On July 30, 2002, President George H. W. Bush signed into law the Sarbanes-Oxley Act of 2002, which he characterized as “the most far-reaching reforms of American business practices since the time of Franklin Delano Roosevelt.”

The Sarbanes-Oxley Act of 2002 (“SOX”), was enacted by Congress in the wake of the colossal accounting frauds at Enron and WorldCom. SOX has transformed the legal landscape for employees who work at publicly traded companies. SOX’s whistleblower-protection provisions provide a powerful legal mechanism for employees who suffer retaliation for their reporting of accounting fraud, misleading statements to the investing public, and other financial or securities-related misdeeds.

The successful representation of Sarbanes-Oxley whistleblowers necessitates the ability to analyze and assert claims within a 180-day deadline for the filing of claims with the Department of Labor (DOL), which is the federal agency that first hears all SOX whistleblower cases. And, both the DOL and the federal courts, which can accept jurisdiction after employees have first exhausted the DOL procedures, have very stringent requirements for bringing and proving of SOX whistleblower claims.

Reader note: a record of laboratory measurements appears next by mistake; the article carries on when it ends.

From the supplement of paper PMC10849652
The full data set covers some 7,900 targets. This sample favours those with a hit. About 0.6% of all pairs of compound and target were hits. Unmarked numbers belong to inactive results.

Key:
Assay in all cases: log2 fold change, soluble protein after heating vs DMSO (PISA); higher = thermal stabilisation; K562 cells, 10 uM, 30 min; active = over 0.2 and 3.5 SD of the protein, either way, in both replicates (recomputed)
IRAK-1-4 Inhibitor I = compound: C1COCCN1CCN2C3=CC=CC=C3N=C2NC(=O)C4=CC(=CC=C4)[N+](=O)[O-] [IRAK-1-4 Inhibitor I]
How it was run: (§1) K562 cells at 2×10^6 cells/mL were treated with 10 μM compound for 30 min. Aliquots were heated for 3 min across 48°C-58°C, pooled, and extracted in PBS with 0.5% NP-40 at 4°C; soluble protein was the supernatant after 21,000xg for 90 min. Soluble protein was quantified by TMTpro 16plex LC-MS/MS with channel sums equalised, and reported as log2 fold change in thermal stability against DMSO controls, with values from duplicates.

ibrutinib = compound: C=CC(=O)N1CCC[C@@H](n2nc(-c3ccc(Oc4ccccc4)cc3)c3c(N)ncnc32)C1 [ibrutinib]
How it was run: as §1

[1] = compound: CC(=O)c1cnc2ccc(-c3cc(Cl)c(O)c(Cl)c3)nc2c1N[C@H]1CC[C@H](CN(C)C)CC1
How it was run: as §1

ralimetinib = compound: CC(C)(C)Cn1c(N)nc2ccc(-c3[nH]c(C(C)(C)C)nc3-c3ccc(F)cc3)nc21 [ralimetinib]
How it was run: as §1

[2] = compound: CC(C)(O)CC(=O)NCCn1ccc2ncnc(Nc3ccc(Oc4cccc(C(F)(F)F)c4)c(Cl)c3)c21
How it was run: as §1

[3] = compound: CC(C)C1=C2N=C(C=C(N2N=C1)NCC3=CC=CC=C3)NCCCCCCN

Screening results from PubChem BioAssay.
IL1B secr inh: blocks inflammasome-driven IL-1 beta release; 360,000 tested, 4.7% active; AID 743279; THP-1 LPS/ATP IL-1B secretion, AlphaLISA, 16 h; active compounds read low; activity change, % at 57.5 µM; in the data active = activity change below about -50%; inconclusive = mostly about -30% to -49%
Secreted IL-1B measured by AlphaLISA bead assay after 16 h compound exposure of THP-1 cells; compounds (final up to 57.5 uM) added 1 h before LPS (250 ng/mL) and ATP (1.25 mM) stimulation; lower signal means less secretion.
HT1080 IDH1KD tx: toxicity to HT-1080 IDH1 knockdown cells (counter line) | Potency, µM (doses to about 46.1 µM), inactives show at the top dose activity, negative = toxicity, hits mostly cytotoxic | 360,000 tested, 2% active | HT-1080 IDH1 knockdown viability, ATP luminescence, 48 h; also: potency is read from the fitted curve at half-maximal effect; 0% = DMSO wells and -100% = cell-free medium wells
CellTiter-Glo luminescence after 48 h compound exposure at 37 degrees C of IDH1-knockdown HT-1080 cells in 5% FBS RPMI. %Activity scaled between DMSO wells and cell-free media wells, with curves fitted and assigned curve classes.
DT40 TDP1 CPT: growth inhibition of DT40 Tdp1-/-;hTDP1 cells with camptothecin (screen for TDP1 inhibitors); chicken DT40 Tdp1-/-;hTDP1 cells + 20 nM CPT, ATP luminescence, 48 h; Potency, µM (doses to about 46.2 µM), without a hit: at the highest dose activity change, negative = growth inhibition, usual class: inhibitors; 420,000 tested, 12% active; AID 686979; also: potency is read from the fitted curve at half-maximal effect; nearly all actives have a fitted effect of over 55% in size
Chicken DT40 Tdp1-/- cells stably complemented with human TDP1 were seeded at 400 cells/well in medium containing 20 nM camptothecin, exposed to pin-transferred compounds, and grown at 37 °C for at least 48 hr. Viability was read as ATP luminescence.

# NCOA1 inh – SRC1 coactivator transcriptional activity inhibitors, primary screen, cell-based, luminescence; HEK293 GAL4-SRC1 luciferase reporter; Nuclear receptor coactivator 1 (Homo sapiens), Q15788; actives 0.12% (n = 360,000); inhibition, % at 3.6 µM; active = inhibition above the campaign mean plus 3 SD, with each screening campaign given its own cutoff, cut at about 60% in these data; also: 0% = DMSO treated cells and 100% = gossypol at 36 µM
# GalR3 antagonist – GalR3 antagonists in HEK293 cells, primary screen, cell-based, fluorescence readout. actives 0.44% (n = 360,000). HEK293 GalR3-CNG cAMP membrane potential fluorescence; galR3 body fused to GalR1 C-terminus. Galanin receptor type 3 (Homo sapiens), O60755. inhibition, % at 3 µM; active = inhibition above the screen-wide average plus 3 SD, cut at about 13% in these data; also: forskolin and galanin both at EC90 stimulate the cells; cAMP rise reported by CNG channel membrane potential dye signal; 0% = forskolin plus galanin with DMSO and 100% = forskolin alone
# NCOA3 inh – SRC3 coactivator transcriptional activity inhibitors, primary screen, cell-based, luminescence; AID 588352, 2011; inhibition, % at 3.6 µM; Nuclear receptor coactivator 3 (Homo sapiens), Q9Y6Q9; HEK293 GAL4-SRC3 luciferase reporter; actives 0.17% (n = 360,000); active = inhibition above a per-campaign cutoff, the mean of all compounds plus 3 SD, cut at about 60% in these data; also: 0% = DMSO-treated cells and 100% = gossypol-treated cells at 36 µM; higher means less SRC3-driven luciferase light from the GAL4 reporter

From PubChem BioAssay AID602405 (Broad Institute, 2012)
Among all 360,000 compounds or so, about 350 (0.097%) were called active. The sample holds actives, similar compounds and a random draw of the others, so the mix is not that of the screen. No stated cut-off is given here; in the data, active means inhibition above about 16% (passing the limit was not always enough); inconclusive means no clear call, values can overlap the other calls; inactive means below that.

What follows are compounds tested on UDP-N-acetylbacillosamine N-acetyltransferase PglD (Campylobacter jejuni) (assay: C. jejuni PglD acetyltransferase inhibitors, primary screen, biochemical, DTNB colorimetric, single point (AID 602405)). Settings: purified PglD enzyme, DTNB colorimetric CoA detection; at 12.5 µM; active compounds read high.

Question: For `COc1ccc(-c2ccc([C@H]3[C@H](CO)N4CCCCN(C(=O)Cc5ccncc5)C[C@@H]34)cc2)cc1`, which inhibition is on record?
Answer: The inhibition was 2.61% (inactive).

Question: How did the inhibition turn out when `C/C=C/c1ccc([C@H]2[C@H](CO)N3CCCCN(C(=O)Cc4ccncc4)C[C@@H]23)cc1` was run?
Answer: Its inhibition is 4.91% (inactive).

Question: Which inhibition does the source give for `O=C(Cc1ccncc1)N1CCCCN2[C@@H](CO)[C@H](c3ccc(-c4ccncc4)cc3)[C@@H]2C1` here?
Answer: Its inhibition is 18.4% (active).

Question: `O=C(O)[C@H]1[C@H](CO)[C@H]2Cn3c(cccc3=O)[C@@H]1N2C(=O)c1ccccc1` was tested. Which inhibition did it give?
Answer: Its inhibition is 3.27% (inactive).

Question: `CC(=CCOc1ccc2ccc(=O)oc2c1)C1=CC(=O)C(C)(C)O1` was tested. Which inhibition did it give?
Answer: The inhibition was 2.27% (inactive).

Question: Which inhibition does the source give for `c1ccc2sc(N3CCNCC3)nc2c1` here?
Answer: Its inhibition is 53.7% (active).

Sarbanes-Oxley only requires that the violated federal law relate to fraud against shareholders. That is, an employee who reports fraudulent conduct not directed at the shareholders will still be protected if the activities complained of, relate to fraud against shareholders. Under Sarbanes-Oxley, the employee is required only to have a reasonable belief that the company’s wrongdoing will sufficiently impact shareholders; certainty, is not a requirement.

Stark Act